As a final test, the cable assembly was hung in loose loops over a nonconductive line strung within the mode stirred chamber. Test conditions were as stated above. Data was collected for tests with and without connectors wrapped in steel wool.
Test Data: Phase and Loss Stability/Repeatability
Figures 1 through 6 show test data.
Figure 1: Normalized phase response of uncoiled cable assembly
Figure 2: Normalized phase response of cable assembly when returned to coiled state
Figure 3: Normalized loss of uncoiled cable assembly
Figure 4: Normalized loss of cable assembly when returned to coiled state
Figure 5: Shielding effectiveness of cable assembly in various configurations
Figure 6: Contrasting shielding effectiveness of cable assembly with connector torqued and loosened ¼ turn
Phase Stability and Repeatability
Figure 1 illustrates the phase stability of the test assembly when going from a coiled state to an uncoiled state. It may also be noted that the behavior is essentially linear through 8 GHz. Choosing an arbitrary frequency of 10 GHz, the indicated phase change from an initially coiled state is -11.0 degrees. If one considers that a 10 GHz continuous wave signal will cycle through 219,546 degrees over a 50 foot cable, the 11.0 degree figure represents 0.005% of the assembly’s phase length.
A high-performance microwave cable assembly must possess excellent phase repeatability. Phase repeatability refers to an assembly’s ability to duplicate its original, or initial phase behavior when the cable has been flexed (or disturbed) then returned to its original, unflexed (or undisturbed) state. Figure 2 illustrates the phase repeatability of the cable assembly. Providing a practical example will highlight the importance of repeatability. The 50 foot test assembly is uncoiled and connected to its respective instrumentation. The necessary calibration procedures are followed and phase is noted at 10 GHz, after which the assembly is disconnected, coiled, and stored for future use. A short time later the cable assembly is uncoiled and reconnected to this same instrumentation and phase is noted. Referring to Figure 2, the user can expect to observe a change in phase of approximately 0.400 degrees at 10 GHz (20 degrees Celsius ambient temperature).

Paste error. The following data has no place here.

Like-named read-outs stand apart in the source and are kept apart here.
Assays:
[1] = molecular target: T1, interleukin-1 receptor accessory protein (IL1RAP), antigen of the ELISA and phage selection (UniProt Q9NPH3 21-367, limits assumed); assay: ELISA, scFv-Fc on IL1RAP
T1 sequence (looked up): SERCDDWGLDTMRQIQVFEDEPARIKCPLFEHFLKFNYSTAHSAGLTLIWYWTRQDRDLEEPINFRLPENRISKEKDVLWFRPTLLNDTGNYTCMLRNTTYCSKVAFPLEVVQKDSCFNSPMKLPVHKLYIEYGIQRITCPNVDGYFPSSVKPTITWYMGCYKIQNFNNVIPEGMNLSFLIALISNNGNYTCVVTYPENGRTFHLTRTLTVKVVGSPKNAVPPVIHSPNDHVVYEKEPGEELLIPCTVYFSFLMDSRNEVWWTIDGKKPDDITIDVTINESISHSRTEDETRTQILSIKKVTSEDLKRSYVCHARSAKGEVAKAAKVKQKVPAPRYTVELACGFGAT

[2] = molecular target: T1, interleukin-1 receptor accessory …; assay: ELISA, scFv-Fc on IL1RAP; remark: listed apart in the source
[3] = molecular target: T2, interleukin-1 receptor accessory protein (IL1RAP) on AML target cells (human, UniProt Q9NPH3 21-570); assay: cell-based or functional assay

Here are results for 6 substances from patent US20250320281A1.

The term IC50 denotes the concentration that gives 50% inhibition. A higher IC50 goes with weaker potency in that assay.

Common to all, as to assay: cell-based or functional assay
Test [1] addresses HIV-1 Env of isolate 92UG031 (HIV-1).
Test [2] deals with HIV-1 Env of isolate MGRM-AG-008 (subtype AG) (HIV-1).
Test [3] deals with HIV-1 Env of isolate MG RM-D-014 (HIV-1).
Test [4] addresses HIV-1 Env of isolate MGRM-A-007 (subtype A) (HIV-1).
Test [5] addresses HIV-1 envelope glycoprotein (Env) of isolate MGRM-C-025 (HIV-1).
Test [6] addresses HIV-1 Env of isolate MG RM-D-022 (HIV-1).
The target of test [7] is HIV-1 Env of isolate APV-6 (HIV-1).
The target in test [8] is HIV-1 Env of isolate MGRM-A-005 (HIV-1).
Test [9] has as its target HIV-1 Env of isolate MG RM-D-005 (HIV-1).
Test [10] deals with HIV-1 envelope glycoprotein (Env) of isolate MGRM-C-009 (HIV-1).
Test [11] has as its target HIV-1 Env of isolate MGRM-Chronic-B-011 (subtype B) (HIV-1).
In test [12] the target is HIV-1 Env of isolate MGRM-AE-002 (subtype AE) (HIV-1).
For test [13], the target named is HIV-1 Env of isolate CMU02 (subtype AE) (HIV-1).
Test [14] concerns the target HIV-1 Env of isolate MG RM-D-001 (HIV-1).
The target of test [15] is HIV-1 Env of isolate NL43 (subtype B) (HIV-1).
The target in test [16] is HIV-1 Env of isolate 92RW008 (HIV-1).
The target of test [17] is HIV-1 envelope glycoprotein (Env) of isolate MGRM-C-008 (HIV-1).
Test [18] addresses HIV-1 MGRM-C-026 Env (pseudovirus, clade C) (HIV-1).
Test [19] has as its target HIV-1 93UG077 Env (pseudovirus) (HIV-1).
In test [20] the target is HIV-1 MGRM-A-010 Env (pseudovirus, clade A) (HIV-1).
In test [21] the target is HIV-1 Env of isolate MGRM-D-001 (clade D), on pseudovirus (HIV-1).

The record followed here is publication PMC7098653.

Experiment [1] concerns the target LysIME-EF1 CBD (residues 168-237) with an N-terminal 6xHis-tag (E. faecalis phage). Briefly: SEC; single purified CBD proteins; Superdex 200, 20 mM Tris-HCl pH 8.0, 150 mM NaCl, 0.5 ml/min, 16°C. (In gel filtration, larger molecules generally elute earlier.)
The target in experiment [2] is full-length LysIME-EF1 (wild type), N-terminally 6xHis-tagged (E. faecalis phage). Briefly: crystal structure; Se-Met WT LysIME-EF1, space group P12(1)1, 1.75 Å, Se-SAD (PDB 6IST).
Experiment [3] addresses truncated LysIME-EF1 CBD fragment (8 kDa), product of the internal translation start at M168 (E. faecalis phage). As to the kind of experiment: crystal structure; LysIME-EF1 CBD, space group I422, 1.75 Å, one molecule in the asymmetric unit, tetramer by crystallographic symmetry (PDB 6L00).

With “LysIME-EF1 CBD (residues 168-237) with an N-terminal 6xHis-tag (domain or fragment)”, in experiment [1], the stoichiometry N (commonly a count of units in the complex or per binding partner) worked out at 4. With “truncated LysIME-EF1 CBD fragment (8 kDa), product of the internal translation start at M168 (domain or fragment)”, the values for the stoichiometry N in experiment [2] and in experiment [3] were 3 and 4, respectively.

Loss Stability and Repeatability
Figure 3 depicts the loss stability of the test assembly when going from a coiled to an uncoiled state. At 10 GHz, a -0.080 dB change is indicated, which correlates to 0.54% of the test assembly’s insertion loss at this frequency. At 2 GHz, a -0.015 dB changes is indicated, correlating to 0.24% of the test assembly’s insertion loss at this frequency.
Figure 4 illustrates the test assembly’s loss repeatability. Changes in loss from the initial coiled state vary no greater than 0.030 dB from 0.066 GHz through 18 GHz. The practical example provided for phase repeatability can be applied to loss repeatability as well; one may expect a change in loss of approximately -0.010 dB at 10 GHz (20 degrees Celsius ambient temperature).
Shielding Effectiveness (S.E.) was the only area where a standardized test procedure was used (see Diagram 2 for details). Referring to Figure 5 the S.E. performance of the test assembly is recorded for several different configurations. In all configurations, the S.E. values of test assembly were consistently at or approaching those of the chamber noise floor.
Performance through 18 GHz was notable, producing in excess of 100 dB of shielding effectiveness. Figure 6 was provided to demonstrate that data supplied in Figure 5 was merely not a measurement of the chamber ambient noise level. Figure 6 displays the contrast in S.E. behavior when one connector, at the test assembly/test lead interface, is properly torqued versus loosened by one-quarter of a turn.
This article has not been reviewed by the ICM Editorial Advisory Board.
received his BS degree in electrical engineering from the University of Delaware in 2000 after a long career in the automotive industry. He joined W. L. Gore & Associates, Inc. in 1999 and has worked with various groups, including Gore’s Signal Integrity Lab, the Planar Cable Team and the Fiber Optic Transceiver Team. For the past 10 years, he has worked within the Microwave Cable team.